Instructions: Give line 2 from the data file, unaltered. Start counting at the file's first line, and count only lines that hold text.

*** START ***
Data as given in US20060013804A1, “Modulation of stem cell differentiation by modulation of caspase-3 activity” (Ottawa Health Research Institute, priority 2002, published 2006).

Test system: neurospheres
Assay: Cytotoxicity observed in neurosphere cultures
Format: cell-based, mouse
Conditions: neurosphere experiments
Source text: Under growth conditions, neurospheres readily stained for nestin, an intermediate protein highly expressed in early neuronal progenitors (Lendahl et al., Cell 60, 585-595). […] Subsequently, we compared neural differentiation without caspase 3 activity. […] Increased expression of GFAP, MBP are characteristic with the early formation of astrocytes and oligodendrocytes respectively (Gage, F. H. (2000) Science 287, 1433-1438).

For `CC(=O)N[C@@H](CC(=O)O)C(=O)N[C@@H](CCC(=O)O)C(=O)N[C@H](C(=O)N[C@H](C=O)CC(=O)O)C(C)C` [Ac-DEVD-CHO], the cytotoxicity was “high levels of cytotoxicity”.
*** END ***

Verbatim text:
Test system: neurospheres